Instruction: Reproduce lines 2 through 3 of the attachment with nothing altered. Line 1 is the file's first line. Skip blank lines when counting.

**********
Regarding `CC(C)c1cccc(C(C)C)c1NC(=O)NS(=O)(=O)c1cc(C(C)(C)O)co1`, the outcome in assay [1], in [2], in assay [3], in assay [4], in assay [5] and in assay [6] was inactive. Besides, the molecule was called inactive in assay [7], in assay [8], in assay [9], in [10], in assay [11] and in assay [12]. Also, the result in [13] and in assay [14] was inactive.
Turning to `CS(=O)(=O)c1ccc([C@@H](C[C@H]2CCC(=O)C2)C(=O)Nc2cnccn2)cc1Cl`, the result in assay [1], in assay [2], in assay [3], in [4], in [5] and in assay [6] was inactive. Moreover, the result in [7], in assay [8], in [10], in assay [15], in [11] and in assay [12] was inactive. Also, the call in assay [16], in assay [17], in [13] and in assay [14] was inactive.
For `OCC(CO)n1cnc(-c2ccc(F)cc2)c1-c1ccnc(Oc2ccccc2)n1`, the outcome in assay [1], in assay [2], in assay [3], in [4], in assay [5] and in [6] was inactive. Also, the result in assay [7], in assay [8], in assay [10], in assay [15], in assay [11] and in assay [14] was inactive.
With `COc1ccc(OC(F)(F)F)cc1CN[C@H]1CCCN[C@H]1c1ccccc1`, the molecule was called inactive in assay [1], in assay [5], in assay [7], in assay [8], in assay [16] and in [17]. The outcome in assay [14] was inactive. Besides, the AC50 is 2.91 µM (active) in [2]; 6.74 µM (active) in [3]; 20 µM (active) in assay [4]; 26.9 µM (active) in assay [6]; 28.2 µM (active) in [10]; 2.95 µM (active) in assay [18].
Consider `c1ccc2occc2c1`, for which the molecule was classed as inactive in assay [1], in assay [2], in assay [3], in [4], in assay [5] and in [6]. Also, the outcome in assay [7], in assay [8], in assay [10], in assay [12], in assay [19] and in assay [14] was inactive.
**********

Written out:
Turning to `CS(=O)(=O)c1ccc([C@@H](C[C@H]2CCC(=O)C2)C(=O)Nc2cnccn2)cc1Cl`, the result in assay [1], in assay [2], in assay [3], in [4], in [5] and in assay [6] was inactive. Moreover, the result in [7], in assay [8], in [10], in assay [15], in [11] and in assay [12] was inactive. Also, the call in assay [16], in assay [17], in [13] and in assay [14] was inactive.
For `OCC(CO)n1cnc(-c2ccc(F)cc2)c1-c1ccnc(Oc2ccccc2)n1`, the outcome in assay [1], in assay [2], in assay [3], in [4], in assay [5] and in [6] was inactive. Also, the result in assay [7], in assay [8], in assay [10], in assay [15], in assay [11] and in assay [14] was inactive.